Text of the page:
Here are five things you may not know about the historic Palma Trophy.
The original Palma Trophy cost $1,500
After a string of victories against international teams, beginning with the Irish at Creedmoor on Long Island in 1874, the United States was enjoying a hot streak in long-range rifle competition. In 1878, the U.S. issued a challenge to the rifle shooters of the world, but no one would answer. To sweeten things, the Palma Trophy was commissioned as a suitable standard-bearer for this prestigious annual competition.
The winning team keeps the Palma Trophy until the next Palma Match.
The original Palma Trophy was a seven-and-a-half-foot-tall Roman triumphal standard that was constructed by Tiffany & Co. The cost—$1,500, including 280 ounces of silver—was underwritten by private contributions. Rather than the Roman SPQR, the trophy was engraved with “Palma” (Latin: victory, honor, glory) and the words “In the name of The United States of America to the Riflemen of the World.” Officially known as the Centennial Trophy, shooters quickly adopted the Palma Trophy moniker for it.
There was a 38-year lull in competition
Although the intention was to contest the Palma Trophy annually, it didn’t work out that way. After 1878, the competition occurred only intermittently through 1928. By 1966, formal competition had resumed (at varying intervals) at venues around the world: Australia, New Zealand, Great Britain, Canada, South Africa and the United States.
The original Palma Trophy disappeared
Sometime after 1930, the Palma Trophy vanished. It was last seen in a corridor in the State, War and Navy building (now known as the Old Executive Office building, located next door to the White House). Correspondence between Gen. Milton A. Reckord, then-NRA Executive Vice President, and the Secretary of War confirmed the trophy’s presence and acknowledged that it was the property of the NRA. Not much happened in the search afterwards.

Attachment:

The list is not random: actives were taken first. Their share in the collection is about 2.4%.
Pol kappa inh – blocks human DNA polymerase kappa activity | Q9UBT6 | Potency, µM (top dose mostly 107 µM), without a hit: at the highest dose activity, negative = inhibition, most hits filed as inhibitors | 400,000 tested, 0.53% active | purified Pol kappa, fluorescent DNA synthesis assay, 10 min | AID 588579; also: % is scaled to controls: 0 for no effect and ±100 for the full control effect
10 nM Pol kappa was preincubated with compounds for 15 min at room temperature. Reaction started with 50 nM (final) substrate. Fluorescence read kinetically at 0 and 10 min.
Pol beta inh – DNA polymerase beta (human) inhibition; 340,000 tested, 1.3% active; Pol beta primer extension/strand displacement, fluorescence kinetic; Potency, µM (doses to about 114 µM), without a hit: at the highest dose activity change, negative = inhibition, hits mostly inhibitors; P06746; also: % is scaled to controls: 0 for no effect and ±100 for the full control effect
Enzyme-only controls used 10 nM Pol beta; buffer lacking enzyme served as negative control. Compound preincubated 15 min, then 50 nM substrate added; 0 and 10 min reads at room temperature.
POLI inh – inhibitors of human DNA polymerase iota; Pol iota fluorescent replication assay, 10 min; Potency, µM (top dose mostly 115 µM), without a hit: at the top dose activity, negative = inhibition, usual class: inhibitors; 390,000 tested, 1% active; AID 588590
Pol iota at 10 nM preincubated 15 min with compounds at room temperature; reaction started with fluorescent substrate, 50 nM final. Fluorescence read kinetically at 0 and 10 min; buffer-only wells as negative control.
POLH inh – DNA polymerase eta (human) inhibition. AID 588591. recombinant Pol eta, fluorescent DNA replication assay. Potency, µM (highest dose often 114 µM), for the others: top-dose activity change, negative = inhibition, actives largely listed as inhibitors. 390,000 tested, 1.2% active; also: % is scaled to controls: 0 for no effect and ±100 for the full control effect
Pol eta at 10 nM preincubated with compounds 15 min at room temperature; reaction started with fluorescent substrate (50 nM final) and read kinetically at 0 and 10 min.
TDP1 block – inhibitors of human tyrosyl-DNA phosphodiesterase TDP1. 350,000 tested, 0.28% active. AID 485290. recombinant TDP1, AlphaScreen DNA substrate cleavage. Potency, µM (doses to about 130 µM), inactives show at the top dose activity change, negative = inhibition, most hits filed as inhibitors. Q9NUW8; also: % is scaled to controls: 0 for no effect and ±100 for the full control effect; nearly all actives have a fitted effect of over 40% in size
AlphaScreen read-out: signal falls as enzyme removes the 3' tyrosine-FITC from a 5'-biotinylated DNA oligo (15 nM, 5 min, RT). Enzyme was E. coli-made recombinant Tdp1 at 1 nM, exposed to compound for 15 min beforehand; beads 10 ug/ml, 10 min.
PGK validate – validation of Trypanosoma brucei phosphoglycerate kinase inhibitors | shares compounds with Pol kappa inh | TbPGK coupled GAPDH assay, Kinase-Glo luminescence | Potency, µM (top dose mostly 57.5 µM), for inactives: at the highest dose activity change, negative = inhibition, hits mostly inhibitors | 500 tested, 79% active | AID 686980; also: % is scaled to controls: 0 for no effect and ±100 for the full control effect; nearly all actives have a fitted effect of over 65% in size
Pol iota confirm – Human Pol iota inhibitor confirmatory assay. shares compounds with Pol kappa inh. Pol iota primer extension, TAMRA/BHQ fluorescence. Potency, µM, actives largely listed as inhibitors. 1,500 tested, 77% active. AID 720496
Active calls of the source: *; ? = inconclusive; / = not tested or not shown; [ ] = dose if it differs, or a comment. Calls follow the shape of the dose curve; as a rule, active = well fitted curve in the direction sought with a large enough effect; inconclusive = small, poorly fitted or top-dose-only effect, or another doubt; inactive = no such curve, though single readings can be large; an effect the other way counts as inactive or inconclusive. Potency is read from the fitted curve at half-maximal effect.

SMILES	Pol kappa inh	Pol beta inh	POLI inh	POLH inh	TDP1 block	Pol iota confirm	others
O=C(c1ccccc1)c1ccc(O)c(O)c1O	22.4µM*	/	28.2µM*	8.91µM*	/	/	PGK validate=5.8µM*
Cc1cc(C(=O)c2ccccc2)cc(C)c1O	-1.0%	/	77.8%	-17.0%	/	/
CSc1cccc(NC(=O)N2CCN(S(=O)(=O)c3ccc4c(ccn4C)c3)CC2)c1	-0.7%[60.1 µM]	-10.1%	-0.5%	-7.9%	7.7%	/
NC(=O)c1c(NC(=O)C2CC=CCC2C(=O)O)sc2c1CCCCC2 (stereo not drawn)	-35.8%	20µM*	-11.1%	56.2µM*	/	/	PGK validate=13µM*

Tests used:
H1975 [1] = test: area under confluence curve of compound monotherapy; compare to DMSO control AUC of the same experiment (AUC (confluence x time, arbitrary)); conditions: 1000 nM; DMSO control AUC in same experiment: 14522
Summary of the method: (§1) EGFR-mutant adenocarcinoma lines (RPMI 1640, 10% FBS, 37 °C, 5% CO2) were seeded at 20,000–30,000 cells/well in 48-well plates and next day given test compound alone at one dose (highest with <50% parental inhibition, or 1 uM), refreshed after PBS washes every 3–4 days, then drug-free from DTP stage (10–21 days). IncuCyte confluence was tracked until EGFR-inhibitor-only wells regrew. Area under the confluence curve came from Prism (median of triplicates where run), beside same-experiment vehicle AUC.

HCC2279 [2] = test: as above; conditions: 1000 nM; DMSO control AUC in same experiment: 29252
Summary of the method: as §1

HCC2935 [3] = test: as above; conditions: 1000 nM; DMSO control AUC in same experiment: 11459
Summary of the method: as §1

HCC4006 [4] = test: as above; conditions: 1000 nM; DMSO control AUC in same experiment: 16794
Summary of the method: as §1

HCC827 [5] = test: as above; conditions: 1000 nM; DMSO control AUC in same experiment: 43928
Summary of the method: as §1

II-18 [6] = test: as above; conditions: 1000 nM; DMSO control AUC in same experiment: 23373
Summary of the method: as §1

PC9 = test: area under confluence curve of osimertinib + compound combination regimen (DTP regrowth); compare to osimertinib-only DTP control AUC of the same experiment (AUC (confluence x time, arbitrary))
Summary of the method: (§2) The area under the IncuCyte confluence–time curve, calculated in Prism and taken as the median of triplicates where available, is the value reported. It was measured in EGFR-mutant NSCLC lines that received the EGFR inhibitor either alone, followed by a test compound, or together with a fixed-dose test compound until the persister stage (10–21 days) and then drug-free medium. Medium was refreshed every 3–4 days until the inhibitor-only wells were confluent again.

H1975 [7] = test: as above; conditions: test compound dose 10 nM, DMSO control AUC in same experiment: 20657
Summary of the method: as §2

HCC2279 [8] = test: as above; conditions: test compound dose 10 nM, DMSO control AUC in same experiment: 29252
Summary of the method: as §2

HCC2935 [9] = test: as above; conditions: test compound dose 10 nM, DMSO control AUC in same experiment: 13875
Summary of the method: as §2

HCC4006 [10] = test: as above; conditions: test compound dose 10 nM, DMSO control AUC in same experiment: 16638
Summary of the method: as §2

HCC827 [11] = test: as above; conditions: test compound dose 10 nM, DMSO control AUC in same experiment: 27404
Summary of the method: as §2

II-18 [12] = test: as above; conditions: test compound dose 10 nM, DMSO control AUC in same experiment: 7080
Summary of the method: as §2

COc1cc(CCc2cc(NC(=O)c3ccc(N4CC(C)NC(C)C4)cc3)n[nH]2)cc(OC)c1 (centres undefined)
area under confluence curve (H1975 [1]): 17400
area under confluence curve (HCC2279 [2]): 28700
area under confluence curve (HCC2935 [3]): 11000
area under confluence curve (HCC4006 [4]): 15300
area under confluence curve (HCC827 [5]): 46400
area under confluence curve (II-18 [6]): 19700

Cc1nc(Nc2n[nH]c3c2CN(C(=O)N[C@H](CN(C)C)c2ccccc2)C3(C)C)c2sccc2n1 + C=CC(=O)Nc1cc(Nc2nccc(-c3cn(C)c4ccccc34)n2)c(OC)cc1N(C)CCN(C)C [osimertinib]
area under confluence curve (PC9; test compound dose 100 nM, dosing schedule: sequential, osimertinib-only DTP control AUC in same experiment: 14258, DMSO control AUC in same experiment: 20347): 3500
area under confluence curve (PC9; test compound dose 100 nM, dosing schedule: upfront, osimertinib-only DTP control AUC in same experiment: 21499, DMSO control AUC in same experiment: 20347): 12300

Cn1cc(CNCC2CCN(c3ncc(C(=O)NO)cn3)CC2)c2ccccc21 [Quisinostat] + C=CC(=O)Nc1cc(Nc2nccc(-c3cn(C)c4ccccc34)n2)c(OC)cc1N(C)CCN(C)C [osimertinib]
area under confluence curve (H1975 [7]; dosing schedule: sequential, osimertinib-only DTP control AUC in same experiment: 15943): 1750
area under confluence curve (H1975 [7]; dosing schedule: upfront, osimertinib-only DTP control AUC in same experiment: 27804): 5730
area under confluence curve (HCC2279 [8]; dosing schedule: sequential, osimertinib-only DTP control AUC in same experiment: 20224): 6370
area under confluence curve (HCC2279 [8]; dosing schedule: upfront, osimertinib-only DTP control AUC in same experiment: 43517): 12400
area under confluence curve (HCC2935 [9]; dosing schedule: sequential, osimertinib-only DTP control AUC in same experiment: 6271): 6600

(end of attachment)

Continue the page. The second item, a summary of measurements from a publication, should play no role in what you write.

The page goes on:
After learning that all trophies in the U.S. Army’s inventory had been transferred to a Smithsonian Institution storage facility in Pueblo, Colo., NRA Competitive Shooting’s John Grubar and Smithsonian personnel combed this facility, but they were unable to find any trace of the Palma Trophy.
Former NRA Competitive Shooting Director declares search a lost cause
Ed Andrus, the longtime NRA director of competitive shooting, concludes his May 1991 Shooting Sports USA article about the Palma Trophy with this Raiders of the Lost Ark reference: “Whatever happened to the original Palma Trophy may never be known. However, the situation of the Palma Trophy is certainly reminiscent of the last scene in a film about the lost Ark of the Covenant.” The scene Andrus is referring to depicts a fictional U.S. government warehouse filled with wooden crates containing exotic, top-secret items, as a lone worker wheels down a crate holding the aforementioned religious artifact to join the collection. Over the protests of the film's protagonist, Indiana Jones, the federal government takes custody of the Ark, only for it to be lost in the bureaucracy. Perhaps the Palma Trophy met a similar fate.
The current Palma Trophy is a replica
The search for the original Palma Trophy does have a somewhat happy ending. During the search, the original Tiffany & Co. trophy plans were located. Dr. Herbert M. Aitkin from Eau Claire, Wisconsin, a member of the NRA High Power Committee at the time, used the plans to construct a two-thirds size replica of the Palma Trophy. In 1988, the replica was unveiled, which Dr. Aitkin donated to the NRA.
Today, the Palma Trophy is awarded to the winner of the Long-Range Team match (800, 900 and 1,000 yards) fired at the World Long-Range Championships.